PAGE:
In the early centuries Christians did not participate in Capital Punishment on evangelical grounds. Following the legalization of the faith in 313 A.D., Christians became active in governing, relying upon the natural law for the use of just capital punishment, as also of just war and self-defense. The following quote of St. Ambrose to a Christian judge who must try a capital case, both illustrates the existence of natural and evangelical considerations in the practices of the day, as well as provides an insight into the practice in the age of persecution. Citing the example of Our Lord and the woman caught in adultery, he concludes his letter as follows,

Letter XXVI. To Studius (c. 360 A.D.). . . .Here is an example for you to follow, for it may be that there is hope of amendment for this guilty person; if he be yet unbaptized, that he may receive remission, if baptized that he may do penance, and offer up his body for Christ. See how many roads there are to salvation!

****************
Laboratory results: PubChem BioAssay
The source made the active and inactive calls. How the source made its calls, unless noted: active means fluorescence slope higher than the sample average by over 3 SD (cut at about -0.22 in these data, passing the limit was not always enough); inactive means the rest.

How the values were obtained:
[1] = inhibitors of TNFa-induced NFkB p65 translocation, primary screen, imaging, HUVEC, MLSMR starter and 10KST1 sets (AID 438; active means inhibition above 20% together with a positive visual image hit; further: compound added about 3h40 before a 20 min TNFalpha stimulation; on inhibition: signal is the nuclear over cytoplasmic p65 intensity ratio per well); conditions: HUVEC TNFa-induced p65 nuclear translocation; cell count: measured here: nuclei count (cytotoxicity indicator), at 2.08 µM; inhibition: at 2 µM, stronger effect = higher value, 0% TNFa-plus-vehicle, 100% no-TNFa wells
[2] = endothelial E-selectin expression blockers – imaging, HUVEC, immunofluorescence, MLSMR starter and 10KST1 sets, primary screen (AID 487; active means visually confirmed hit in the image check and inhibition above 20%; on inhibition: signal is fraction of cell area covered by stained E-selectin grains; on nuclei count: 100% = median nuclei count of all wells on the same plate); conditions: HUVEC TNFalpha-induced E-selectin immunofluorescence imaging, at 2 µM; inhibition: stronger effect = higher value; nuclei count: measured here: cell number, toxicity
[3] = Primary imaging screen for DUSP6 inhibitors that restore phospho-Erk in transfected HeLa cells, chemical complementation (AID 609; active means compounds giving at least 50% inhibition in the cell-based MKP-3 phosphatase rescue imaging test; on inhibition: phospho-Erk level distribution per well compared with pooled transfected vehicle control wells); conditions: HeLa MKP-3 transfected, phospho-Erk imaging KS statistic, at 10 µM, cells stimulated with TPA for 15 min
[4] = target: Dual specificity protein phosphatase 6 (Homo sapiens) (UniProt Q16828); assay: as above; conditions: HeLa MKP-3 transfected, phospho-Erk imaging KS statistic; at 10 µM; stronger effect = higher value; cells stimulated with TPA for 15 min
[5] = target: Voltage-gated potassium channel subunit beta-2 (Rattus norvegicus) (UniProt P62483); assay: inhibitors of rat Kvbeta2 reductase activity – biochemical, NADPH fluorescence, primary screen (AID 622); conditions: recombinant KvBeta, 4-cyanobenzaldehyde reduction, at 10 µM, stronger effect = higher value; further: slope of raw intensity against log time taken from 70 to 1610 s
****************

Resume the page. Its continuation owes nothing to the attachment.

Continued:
This is why our ancestors thought it better to be indulgent towards Judges; that by the terror of their sword the madness of crime should be repressed, and no encouragement given to it. For if Communion were denied to Judges, it would seem like a retribution on their punishment of the wicked. Our ancestors wished then that their clemency should proceed from their own free-will and forbearance, rather than from any legal necessity. (St. Ambrose, “Letter XXVI. To Studius,” c. 360 A.D.)

In our day, the Papal Magisterium has increasing laid down the sword in favor of an effective return to the position of the early Church, with Pope Francis’ changes to the Catechism of the Catholic Church being the strongest teaching of the recent popes. Like Popes Benedict XVI, St. John Paul II and St. Paul VI before him, there is so far no hint of sanctions for judges who consider it a necessity, rather the strongest desire that Christians freely adopt the evangelical considerations which motivated the early Christians to extend to all human beings the fullest opportunity of salvation unhindered by the justice of man.

Capital Punishment